Online privacy may not be completely dead, but a prudently paranoid person would assume that they have no privacy and conduct themselves accordingly. It's not so much that evil hackers or big brother are watching your every move, but almost any personal data revealed via the Internet has some value to someone, often in ways that are impossible to anticipate.
While opinions vary as to the relative "health" of privacy online, it seems like common sense (as opposed to prudent paranoia) to adopt an informed, offensive posture when guarding sensitive information, especially when it comes to business information. Everybody isn't out to get you, but there are serious threats (hackers, phishers, malware etc.) that put your personal and professional data at risk, so you would be wise to prepare yourself.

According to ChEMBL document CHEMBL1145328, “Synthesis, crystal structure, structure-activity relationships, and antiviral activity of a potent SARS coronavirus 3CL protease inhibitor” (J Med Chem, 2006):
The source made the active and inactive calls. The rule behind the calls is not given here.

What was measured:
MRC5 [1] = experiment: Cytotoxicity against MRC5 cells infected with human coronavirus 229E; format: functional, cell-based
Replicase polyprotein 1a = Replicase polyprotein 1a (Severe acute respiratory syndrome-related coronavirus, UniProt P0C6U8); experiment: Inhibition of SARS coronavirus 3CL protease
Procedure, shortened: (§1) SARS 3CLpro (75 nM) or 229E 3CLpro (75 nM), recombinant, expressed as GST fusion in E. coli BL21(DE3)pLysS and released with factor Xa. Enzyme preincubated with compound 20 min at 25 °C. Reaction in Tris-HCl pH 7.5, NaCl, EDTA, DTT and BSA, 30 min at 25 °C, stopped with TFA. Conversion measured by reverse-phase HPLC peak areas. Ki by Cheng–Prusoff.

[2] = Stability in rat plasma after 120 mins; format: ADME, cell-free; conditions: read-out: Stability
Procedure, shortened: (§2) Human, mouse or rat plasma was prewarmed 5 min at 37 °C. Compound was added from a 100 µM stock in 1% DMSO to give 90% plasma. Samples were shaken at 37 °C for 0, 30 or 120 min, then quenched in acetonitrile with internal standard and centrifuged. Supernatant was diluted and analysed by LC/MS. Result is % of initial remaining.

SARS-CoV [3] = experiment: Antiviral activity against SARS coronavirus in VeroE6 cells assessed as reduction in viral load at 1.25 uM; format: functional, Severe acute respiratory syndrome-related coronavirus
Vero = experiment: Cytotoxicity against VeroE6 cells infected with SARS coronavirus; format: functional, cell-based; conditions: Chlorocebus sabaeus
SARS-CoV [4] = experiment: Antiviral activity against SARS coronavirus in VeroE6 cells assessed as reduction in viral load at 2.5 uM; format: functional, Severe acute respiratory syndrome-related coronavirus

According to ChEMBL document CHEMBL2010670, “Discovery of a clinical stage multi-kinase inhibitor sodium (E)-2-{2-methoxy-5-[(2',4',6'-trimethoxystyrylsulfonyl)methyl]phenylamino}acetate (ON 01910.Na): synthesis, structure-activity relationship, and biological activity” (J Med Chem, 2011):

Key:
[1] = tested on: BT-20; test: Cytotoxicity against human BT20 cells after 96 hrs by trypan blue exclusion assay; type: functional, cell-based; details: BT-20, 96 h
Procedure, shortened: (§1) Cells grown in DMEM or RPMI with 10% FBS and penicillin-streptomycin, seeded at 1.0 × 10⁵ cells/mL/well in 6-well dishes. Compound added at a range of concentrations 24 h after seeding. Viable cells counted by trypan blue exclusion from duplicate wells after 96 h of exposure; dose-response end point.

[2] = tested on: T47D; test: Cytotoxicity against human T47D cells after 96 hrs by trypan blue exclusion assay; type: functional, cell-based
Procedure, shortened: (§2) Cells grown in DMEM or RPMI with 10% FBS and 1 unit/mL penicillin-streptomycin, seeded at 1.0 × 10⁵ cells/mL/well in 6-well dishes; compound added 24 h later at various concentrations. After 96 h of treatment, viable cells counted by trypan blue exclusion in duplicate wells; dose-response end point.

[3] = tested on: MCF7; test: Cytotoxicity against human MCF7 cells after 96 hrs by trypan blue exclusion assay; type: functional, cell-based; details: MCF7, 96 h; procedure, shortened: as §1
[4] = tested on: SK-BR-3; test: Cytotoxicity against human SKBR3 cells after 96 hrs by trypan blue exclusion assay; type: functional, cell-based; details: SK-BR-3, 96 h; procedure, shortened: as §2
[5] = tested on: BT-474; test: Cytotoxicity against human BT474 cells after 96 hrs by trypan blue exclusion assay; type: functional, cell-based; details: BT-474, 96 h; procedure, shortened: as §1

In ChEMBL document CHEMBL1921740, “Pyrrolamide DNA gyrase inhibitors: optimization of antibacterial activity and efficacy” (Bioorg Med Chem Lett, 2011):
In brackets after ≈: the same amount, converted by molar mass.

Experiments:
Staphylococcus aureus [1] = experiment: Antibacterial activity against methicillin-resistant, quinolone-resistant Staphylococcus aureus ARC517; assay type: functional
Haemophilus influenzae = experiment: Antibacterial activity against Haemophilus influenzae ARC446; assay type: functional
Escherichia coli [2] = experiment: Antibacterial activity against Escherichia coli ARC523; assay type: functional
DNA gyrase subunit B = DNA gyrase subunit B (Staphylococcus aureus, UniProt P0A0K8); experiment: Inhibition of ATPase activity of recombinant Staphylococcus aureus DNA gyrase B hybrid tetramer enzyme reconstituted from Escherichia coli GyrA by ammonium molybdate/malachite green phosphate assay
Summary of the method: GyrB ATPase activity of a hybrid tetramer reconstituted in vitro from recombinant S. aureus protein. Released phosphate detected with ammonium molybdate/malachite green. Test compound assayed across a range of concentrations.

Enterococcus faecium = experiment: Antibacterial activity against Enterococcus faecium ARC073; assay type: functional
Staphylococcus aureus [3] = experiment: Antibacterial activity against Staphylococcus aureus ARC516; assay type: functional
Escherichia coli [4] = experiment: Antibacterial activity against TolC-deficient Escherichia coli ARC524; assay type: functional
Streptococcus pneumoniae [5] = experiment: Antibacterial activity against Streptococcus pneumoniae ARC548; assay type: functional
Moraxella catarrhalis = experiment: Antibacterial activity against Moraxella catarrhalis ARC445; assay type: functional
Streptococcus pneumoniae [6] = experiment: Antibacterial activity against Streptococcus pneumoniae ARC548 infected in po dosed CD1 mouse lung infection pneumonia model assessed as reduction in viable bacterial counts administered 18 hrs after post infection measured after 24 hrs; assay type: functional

Lora also heard from BabyLegs.com founder Nicole Donnelly, who put privacy matters in a more upbeat, proactive and empowering light:
Online privacy is as alive as you want it to be. With the expectation of transparency so prevalent, you have the option to choose how much you want to disclose.
As an IT decision-maker, it's up to you to assess the risks and benefits of the interconnected tools your employees use to get work done. The Internet and social media are part of that tool set, and privacy becomes an issue with their widespread use. Get yourself and your staff up to speed on privacy matters by checking out our related definitions, slideshows and blogs. Don't let something as simple as a poorly constructed password give away your sensitive business information.
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